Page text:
Be Who You Are

- POSTED ON: Jun 29, 2011

                             

We spend our lives trying to be the person
we think we should be.
Many of those “shoulds” come from outside sources:
our family and friends, or society in general.
As children we are asked:
“What do you want to be when you grow up?”
We’re told to: “Get good grades.”
We’re asked: “When are you two going to tie the knot/have kids?”
We’re told to “Lose weight”, “Be Lean”,
“Get fit”, “Get “Healthy”, “Build muscle”;
or sometimes asked:
“Don’t you think it’s about time you took off a few pounds?”

Sometimes the “shoulds” are not so obvious,
but are even more pervasive. 


 We see how things work on TV
and unconsciously believe that our lives must follow.
That we’ve got to live an upscale magazine advertisement life,
spending our time in a tidy and well-ordered house,
surrounded by lovable and perfect friends and family.

And sometimes, those “shoulds” come from within.
These are the worst, because it means we’ve internalized
all those outside shoulds, taken them for our own,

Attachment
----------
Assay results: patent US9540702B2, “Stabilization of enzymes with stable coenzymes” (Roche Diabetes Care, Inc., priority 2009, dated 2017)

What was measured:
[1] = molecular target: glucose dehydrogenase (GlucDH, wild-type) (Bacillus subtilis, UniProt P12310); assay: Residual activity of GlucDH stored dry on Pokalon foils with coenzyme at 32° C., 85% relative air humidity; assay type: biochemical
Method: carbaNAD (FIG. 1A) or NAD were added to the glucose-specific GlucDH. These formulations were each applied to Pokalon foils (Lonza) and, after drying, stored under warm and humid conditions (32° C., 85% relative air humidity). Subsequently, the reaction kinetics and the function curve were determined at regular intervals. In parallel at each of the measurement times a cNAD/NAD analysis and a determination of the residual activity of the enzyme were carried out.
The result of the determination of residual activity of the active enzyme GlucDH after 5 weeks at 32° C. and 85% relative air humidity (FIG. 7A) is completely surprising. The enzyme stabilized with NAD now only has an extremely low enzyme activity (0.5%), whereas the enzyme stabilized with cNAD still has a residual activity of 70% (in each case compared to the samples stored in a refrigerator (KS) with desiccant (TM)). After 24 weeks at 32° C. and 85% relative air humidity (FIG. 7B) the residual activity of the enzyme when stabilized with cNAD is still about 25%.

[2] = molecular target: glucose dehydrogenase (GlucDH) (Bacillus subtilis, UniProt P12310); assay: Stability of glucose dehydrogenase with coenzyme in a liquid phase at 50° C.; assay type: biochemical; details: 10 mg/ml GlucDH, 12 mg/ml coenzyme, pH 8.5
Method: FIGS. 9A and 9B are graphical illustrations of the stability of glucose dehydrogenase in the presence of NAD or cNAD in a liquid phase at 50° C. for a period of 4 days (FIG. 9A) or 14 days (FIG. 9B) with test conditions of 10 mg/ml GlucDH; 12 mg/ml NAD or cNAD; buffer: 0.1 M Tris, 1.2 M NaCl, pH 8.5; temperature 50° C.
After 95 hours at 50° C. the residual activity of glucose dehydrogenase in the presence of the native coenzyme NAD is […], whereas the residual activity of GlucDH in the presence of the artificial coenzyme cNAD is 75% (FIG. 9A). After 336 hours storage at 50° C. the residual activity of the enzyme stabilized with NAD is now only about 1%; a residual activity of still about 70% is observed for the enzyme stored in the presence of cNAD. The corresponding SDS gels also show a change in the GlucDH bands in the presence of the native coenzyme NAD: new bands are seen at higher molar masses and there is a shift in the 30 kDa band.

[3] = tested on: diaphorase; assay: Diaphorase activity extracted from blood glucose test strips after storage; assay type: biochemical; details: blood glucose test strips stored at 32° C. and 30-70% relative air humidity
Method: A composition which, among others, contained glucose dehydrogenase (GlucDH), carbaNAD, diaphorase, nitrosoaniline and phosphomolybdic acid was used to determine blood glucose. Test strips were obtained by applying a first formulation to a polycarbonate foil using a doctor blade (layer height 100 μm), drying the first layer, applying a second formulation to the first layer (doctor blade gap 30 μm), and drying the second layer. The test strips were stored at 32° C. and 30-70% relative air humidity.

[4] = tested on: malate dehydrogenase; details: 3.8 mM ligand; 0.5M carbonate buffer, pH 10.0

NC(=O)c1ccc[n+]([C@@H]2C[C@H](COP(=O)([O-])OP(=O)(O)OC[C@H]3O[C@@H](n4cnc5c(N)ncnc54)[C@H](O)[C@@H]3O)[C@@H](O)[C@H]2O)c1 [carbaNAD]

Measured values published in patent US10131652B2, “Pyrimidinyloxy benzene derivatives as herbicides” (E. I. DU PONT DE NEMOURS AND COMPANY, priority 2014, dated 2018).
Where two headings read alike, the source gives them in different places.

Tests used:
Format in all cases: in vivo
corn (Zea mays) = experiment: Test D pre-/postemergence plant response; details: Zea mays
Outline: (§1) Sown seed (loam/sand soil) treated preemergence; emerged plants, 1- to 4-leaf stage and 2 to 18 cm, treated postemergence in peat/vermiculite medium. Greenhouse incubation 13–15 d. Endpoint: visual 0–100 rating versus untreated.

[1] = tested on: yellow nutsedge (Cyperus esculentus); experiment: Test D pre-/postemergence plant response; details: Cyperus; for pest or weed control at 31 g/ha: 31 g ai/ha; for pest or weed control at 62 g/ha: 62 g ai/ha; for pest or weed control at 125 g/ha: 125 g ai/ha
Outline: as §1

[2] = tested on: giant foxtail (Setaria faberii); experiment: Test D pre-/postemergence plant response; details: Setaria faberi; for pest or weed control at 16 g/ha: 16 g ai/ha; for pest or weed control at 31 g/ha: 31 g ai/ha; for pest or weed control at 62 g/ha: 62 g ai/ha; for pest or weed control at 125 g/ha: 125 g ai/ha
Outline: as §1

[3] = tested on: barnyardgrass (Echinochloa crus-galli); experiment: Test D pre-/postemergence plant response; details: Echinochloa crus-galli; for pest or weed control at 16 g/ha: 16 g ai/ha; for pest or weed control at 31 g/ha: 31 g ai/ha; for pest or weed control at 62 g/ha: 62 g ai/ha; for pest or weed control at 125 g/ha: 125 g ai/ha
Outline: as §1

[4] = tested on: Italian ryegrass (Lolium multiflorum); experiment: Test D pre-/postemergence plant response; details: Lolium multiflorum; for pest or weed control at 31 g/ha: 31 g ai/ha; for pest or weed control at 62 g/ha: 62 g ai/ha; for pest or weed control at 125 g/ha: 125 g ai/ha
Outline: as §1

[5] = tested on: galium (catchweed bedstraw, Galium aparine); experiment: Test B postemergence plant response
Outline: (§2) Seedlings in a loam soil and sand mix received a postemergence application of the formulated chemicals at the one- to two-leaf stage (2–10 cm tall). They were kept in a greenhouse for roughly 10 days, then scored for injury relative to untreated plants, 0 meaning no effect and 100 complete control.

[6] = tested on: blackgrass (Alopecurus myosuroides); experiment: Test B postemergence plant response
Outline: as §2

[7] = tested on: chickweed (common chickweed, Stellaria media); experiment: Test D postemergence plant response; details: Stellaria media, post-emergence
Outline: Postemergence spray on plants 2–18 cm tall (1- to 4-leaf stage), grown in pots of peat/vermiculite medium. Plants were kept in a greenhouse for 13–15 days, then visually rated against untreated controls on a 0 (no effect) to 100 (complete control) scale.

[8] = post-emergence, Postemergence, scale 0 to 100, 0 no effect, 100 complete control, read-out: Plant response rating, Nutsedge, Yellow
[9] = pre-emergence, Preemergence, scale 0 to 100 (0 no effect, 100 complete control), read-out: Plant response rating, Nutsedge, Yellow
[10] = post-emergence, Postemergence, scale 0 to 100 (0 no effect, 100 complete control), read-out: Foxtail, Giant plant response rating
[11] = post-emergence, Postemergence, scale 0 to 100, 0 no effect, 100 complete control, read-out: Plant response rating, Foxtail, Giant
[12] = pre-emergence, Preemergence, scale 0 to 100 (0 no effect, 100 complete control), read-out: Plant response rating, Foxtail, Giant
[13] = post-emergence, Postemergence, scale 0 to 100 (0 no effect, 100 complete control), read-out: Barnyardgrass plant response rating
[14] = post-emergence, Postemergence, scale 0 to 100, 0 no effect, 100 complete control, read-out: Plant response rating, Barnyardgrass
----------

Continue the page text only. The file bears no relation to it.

and stirred into the mix our own personal flaws
together with our guilt about them.
Many of us truly secretly believe that we should look similar
to the airbrushed pictures of genetically blessed people
who spend most of their lives working to enhance the appearance
of their already “perfect” bodies and faces.

We work on the goals we think we should have,
instead of the things we really want to do,
and then wonder why we feel vaguely dissatisfied
when we achieve them.

 Of course, we do have to eat to sustain life
…and for many of us…
what, and how much, we choose to eat
is a problem we have to deal with.

We need a place to stay warm and dry.
We need love, too. But all the rest of it?
Why not be who you really are instead?

Being who you really are means being brave.
It means taking risks.

It means saying hey, this is who I am,
I hope you like me, but even if you don’t,
I’m going to keep right on being myself.

  Who are you really?
What are your own personal dreams?
Can you distinguish what is fantasy from what is really possible?
What are you willing to do
in order to make those of your dreams that are possible,
come true?


If you aren’t living your own dreams
— or at least trying to —
whose life are you living?


Comments:
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Existing Comments:

On Jun 29, 2011 Selkie wrote:
I so agree with you!! You've said all this in various ways before, but your present post, IMO, is the best one yet.


On Jun 29, 2011 Dr. Collins wrote:
             Thanks Selkie. It's good to see you returning to health. I look forward to watching your progress.

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